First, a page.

Richard Hall Online

A Methodist Minister Blogging like it’s 2006

Is Methodism dying?

This is a tricky time to be a Methodist in Britain. Truth to tell, the whole Church in Britain, of every stripe and flavour, is a bit under the cosh. There’s a great deal of anxiety around.

People have been predicting the demise of the Methodist Church for a long time. Sooner or later, those predictions are going to come true — I can say with confidence that the Methodist Church is dying because I know for certain that the Methodist Church is not eternal. One day, just like every reader of this blog and every organisation that they might belong to, the Methodist Church will be no more.

It doesn’t matter that we’re dying. There isn’t anything anyone can do about that. Death isn’t failure. It’s an inevitable part of life. What matters is what we do with the knowledge of our mortality. That’s as true for an institutional church as it is for an individual. In any case, death and resurrection are central to the Christian gospel. To quote Will Willimon, “We serve a God who lives to raise the dead–even us. Therefore, we work with hope–not hope in ourselves and our efforts, but with hope in Christ.”





5 responses to “Is Methodism dying?”

  1. Revd Ian P. Hamilton Avatar
    Revd Ian P. Hamilton

    Bonhoeffer thought we ought to……and many have died since he said it, admittedly. Few do it willingly.

    1. Richard Hall Avatar

      Quite. As Kim Fabricius put it in the Advent Sermon I posted the other day, “No one knows the when, where, or how of the arrival of the Grim Reaper –though we do know that he will be infinitely more attractive than those who, in their ishoo-laden cosmetic attempts to delay the date, are only ensuring that they look more like a gargoyle than he does when he comes to collect them.” We all know we have to have an appointment with the Reaper, but (I think, rightly) we’re in no hurry to make it!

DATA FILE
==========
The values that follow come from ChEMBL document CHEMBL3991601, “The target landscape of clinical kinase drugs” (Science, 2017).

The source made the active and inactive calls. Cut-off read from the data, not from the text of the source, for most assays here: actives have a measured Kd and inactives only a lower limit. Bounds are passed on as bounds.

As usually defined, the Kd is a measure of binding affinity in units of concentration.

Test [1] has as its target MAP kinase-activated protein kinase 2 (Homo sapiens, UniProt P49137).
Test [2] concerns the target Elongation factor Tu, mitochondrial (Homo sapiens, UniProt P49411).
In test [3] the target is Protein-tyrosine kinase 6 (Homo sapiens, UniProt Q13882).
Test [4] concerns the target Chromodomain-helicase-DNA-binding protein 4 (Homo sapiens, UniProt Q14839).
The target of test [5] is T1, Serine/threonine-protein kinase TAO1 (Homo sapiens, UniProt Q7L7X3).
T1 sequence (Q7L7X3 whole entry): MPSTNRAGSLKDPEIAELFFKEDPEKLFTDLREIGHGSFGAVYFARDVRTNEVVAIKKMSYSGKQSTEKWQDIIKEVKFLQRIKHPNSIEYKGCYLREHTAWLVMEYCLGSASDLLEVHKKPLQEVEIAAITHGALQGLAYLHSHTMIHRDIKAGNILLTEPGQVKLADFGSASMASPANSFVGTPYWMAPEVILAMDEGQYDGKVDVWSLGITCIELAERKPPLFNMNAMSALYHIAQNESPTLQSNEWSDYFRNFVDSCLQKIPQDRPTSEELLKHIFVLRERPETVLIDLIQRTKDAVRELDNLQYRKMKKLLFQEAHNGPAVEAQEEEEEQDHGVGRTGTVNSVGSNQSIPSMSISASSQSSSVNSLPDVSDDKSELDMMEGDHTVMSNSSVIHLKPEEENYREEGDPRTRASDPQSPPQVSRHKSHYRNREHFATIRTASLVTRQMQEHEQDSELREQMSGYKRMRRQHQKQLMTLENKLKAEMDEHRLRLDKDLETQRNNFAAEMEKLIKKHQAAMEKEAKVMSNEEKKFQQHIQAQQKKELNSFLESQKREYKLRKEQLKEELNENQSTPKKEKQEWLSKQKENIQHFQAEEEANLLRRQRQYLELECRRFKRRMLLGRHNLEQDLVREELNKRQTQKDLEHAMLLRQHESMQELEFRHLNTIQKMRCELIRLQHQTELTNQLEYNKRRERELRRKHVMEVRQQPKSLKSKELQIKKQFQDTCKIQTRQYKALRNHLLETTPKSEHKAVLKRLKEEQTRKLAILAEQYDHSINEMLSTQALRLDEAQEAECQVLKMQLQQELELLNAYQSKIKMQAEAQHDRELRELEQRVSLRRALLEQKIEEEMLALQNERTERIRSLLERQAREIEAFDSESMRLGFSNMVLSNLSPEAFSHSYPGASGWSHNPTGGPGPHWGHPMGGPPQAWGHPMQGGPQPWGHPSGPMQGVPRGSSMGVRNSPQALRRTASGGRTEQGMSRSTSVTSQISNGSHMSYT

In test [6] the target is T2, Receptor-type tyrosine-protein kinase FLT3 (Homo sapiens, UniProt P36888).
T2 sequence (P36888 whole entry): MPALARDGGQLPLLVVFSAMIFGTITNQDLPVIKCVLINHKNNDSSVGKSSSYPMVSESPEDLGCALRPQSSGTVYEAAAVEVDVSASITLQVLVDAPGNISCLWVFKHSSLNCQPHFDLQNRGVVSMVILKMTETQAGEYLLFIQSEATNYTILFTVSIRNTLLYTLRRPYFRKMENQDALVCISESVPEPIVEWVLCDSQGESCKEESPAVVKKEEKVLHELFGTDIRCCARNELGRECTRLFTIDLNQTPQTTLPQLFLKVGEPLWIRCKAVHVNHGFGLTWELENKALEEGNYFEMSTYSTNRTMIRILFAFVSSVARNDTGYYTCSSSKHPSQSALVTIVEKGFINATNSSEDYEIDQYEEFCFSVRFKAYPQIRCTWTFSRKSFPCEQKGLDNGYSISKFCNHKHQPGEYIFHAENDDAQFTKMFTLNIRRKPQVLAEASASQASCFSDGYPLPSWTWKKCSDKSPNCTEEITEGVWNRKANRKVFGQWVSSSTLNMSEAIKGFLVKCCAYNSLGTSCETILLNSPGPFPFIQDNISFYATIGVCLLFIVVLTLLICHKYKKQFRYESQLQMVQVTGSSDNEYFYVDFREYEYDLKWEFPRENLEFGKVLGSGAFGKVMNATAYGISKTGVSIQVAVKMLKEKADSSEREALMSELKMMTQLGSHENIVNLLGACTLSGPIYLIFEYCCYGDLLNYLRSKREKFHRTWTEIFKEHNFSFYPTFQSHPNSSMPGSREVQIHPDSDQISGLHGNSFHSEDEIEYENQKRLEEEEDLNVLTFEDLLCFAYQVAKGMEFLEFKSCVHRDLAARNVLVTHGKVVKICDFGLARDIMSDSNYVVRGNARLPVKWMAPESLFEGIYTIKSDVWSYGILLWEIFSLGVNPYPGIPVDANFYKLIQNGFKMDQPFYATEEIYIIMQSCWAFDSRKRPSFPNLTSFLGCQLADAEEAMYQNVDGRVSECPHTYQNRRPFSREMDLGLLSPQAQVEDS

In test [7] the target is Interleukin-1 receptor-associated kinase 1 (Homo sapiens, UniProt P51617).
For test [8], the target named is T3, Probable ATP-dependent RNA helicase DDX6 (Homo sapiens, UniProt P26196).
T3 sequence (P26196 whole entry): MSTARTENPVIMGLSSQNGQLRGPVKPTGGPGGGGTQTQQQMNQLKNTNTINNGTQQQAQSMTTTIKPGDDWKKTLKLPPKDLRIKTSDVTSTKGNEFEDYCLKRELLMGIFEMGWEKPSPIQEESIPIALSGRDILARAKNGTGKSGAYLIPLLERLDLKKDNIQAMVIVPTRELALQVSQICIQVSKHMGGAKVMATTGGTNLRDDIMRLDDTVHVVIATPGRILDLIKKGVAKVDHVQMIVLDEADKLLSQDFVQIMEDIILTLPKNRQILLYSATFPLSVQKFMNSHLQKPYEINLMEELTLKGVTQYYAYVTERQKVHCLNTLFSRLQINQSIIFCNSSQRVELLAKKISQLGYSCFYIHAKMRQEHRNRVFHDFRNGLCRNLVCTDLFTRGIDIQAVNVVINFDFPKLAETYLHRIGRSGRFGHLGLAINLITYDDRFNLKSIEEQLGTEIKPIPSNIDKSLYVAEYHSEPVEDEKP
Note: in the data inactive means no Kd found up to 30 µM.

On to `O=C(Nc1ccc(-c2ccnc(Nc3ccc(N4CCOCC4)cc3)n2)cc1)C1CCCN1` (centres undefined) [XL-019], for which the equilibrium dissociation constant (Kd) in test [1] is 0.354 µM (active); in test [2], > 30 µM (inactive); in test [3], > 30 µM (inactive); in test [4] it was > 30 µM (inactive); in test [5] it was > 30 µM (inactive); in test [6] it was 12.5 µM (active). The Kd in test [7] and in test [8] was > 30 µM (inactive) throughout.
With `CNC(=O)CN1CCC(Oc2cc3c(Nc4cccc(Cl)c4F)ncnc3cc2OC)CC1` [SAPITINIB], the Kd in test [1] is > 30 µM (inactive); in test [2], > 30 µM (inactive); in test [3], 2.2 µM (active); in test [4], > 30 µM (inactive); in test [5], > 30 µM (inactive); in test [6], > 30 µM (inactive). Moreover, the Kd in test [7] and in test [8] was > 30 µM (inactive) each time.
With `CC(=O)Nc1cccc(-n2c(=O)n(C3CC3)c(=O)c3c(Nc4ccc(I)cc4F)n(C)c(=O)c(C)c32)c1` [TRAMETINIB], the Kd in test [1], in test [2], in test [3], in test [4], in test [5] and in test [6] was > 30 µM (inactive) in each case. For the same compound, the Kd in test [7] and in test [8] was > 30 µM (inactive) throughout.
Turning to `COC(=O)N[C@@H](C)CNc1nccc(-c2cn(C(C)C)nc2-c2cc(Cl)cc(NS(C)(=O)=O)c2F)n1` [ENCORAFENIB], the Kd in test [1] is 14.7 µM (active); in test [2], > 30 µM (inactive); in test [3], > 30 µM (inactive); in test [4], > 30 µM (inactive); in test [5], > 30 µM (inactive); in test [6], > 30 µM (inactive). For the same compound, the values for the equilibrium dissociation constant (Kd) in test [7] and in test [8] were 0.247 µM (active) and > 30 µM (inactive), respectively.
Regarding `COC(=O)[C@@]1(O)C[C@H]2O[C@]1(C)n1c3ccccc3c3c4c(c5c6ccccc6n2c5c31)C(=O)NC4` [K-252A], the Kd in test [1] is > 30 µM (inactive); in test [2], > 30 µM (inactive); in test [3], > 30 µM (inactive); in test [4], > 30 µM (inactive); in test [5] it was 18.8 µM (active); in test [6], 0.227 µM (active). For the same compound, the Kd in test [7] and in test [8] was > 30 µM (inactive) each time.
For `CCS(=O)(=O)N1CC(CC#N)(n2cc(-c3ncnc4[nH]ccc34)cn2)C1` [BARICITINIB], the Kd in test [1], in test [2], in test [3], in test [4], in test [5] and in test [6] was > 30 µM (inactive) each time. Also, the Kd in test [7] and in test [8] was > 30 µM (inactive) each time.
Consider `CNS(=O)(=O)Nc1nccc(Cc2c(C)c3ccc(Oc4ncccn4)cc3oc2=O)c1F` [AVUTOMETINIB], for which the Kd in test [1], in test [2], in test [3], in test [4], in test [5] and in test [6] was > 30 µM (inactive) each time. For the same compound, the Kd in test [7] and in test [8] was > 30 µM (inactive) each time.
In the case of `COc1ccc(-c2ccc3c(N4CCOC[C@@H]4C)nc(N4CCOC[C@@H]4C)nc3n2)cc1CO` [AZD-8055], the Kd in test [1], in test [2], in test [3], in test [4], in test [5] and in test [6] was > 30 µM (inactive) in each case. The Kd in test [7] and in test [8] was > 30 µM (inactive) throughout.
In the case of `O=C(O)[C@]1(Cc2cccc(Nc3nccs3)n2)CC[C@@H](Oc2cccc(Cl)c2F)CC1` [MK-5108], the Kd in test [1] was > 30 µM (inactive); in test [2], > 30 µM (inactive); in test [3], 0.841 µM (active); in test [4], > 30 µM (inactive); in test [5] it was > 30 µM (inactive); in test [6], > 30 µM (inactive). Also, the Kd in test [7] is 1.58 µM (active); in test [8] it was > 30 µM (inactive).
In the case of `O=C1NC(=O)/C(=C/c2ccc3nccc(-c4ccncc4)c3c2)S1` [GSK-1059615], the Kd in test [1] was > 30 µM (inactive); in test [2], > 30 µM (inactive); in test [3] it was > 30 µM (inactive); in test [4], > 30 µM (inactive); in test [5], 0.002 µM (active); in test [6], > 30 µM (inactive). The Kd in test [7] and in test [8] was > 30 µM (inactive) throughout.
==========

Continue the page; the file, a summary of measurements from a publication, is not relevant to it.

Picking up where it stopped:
2. Bob Stoner Avatar

    Thank you for your comment about the death of Methodism. In life we are often afraid of mentioning death. We speak of passing, moving on but avoid the word death because it has the note of finality. When death actually confronts us, we are in a state of trauma because we weren’t prepared to engage with the journey to death. I recall that the Methodist website used to have a phrase that death was but a bus stop on the journey of life, it wasn’t the terminus. Perhaps we might need to equate death in life to death of the Methodist Church.
    But if we did, people would get morose and look at their shoes… I wonder how the workers of a hospice might feel each and every day when they go to their work and listen, support and care for those on their final journey on Earth. There is hope, hope because they can deliver quality of life for those people. They can enrich their lives, one day at a time.
    Perhaps if the Methodist Church might see that death is inevitable, as you say, that death is not a barrier but a passing moment, we might be willing to journey on and see what comes next. Whether the Church returns to a movement or morphs with another group of people, that is for the future. Our task is to listen, support and care for those today, one day at a time.

    1. Richard Hall Avatar

      Whether the Church returns to a movement or morphs with another group of people, that is for the future. Our task is to listen, support and care for those today, one day at a time.

      Absolutely. The task is always to stay faithful. Death is not failure, but a consequence of being alive

  3. […] wrote a piece yesterday, Is Methodism Dying? and some have, I think, misunderstood. Whatever the strengths or weaknesses of the Methodist […]

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